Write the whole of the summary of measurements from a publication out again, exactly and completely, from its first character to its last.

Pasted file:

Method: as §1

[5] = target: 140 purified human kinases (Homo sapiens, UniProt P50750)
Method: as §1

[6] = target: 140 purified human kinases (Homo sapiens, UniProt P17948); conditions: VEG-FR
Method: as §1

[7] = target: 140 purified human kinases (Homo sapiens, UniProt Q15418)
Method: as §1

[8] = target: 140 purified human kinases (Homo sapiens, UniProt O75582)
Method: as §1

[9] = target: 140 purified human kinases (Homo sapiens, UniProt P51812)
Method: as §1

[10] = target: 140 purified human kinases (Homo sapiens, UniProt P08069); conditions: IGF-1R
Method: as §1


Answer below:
Method: as §1

[5] = target: 140 purified human kinases (Homo sapiens, UniProt P50750)
Method: as §1

[6] = target: 140 purified human kinases (Homo sapiens, UniProt P17948); conditions: VEG-FR
Method: as §1

[7] = target: 140 purified human kinases (Homo sapiens, UniProt Q15418)
Method: as §1

[8] = target: 140 purified human kinases (Homo sapiens, UniProt O75582)
Method: as §1

[9] = target: 140 purified human kinases (Homo sapiens, UniProt P51812)
Method: as §1

[10] = target: 140 purified human kinases (Homo sapiens, UniProt P08069); conditions: IGF-1R
Method: as §1